Friday, November 24, 2017

Allegedly outdated comparison not enough to justify TRO in sophisticated industry

NEXTracker, Inc. v. Array Technologies, Inc., 2017 WL 5625926, No. 17-cv-06582 (N.D. Cal. Nov. 22, 2017)

The parties (NX and ATI) compete in the market for solar tracking devices, which “adjust the positioning of solar increase the efficiency of their solar power capture.” In September 2017, TUV, “which appears to be a non-governmental testing and assessment organization,” issued a report comparing the operational costs of two different solar tracking architectures and concluding that “Architecture 1” -- a tracker “driven by a single motor linked by a rotating driveline to multiple tracker rows” -- is associated with lower lifetime operational costs than “Architecture 2” -- “a system where each row operates as a self-contained unit with...dedicated tracker system components.” NX alleged that “Architecture 1” is ATI’s technology and that “Architecture 2” shows an NX product.

Apparently in response to NX’s objections, TUV retracted the report, but NX alleged that ATI widely disseminated the report both before and after the retraction.  NX sought a TRO based on its false advertising, trade libel, and defamation claims, which the court denied.

First, NX didn’t show falsity or misleadingness; the TUV report didn’t mention NX or its products by name, and though it showed an NX product, NX didn’t provide evidence that the relevant claimed trade dress (NX’s “signature gold-colored paint” and “distinctive curve-shaped tube”) had acquired secondary meaning such that consumers would perceive a reference to NX systems in particular, rather than “Architecture 2” systems in general.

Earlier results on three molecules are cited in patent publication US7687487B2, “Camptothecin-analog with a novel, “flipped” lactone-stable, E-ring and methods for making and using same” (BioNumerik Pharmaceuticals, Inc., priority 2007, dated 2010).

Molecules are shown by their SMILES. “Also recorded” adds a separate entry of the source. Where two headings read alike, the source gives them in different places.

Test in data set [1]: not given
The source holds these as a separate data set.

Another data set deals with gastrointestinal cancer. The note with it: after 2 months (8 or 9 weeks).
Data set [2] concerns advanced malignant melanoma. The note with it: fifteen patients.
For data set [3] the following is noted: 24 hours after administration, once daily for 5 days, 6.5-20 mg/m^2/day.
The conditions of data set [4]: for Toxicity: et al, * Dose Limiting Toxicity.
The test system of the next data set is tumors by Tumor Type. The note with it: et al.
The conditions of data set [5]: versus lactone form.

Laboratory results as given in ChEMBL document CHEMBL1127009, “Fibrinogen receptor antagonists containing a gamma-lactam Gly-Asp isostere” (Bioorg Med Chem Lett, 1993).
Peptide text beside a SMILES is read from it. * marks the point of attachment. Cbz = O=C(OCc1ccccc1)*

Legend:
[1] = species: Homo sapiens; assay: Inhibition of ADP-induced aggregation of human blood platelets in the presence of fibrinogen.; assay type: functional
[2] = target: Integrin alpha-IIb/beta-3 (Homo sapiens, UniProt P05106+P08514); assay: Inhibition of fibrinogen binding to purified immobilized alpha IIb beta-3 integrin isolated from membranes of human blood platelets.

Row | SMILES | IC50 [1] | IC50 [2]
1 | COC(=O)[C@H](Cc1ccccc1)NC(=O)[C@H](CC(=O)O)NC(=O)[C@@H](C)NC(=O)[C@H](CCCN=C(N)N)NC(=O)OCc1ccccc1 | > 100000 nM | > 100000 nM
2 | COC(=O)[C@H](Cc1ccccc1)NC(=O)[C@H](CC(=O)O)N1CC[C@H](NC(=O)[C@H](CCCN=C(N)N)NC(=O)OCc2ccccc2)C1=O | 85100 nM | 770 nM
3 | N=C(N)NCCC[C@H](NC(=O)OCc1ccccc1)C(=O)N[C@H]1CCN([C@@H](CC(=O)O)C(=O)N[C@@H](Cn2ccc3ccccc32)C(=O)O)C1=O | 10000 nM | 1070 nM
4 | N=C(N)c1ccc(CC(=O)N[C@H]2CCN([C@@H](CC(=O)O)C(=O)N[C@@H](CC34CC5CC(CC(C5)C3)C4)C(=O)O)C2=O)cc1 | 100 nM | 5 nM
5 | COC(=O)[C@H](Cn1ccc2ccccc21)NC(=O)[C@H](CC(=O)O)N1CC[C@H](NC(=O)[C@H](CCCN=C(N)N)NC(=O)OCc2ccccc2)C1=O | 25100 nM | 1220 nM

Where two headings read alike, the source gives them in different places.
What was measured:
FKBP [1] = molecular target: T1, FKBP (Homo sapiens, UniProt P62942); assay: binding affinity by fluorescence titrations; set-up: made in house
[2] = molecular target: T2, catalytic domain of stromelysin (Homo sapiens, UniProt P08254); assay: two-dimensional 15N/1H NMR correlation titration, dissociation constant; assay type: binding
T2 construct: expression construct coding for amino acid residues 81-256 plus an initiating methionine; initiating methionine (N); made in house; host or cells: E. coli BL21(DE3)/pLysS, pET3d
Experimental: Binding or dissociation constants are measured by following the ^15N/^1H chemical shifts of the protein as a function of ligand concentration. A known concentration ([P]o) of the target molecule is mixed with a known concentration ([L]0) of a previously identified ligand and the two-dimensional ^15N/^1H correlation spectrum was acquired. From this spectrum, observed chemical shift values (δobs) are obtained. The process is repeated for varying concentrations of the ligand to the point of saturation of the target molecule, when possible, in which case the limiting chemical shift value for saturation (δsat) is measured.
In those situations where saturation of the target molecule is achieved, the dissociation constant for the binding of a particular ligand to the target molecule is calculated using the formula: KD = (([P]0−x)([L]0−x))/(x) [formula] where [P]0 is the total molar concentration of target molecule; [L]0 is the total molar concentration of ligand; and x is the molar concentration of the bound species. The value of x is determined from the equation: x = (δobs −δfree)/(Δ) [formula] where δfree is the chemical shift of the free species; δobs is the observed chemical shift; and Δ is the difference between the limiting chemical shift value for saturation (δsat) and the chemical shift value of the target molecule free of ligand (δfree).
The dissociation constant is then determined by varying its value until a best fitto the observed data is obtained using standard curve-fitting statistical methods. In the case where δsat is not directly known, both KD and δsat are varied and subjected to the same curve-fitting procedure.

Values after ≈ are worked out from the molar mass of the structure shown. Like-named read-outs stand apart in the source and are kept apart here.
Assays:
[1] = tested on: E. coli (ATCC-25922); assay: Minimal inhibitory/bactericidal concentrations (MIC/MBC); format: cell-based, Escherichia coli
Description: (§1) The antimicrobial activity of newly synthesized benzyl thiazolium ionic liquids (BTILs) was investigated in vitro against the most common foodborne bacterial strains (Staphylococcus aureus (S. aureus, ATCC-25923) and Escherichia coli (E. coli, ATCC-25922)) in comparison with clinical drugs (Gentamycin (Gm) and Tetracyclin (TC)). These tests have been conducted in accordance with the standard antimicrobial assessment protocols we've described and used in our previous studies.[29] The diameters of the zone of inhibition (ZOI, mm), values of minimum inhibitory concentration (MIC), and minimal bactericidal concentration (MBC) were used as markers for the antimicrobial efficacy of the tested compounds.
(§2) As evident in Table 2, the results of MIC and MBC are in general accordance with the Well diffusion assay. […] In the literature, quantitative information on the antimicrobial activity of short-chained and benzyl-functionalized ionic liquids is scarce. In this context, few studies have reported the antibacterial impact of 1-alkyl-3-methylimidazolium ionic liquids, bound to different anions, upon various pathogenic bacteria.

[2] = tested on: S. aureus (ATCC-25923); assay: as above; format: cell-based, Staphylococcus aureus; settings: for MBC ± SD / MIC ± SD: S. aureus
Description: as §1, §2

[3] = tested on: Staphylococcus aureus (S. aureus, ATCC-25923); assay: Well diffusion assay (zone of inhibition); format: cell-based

Even assuming that the association existed, NX still failed to show likely success on the merits.  NX argued that the report was false or misleading because “Architecture 2” was a three-year-old NX design, whereas the system described as “Architecture 1” was ATI’s latest tracker.  But the report didn’t purport to compare systems of the same generation or age, and it wasn’t false or misleading just because it compared systems of two different vintages.  “Such a comparison may even be useful in the solar industry because, as NX itself argues, ‘Solar trackers are a long-term investment -- they can remain operational for many decades.’ It also seems possible that solar industry participants savvy enough to identify ‘Architecture 2’ as an NX system might also recognize that the featured device was not necessarily the latest model.”  Nor did the record justify a finding that the report falsely described the NX system, as NX alleged. NX claimed that the report made false statements about its gears, its positioning of solar modules, and its use of struts, but never clarified whether those statements were false only as to current NX products or as to the prior ones too.  ATI argued in opposition that the statements were true for the tested NX products, which was uncontested in NX’s reply brief.

Although TUV retracted the report, the evidence showed that NX’s objections, rather than independent concerns about the veracity of the report, drove the retraction, stating that TUV  “did not subjectively entertain any serious doubt about the truth of the statements in the report,” but still believed that it was “in the best interest of all parties to retract the Report and conduct a diligent investigation of NEXTracker’s allegations about the Report.”

The court also declined to find irreparable harm likely; much of the harm alleged by NX likely already occurred because of the report’s alleged wide dissemination.  Although NX argued that a TRO could help at the margins, NX “fail[ed] to quantify the reputational injuries it will suffer if ATI continues to distribute the report” and thus failed to show irreparable injury.

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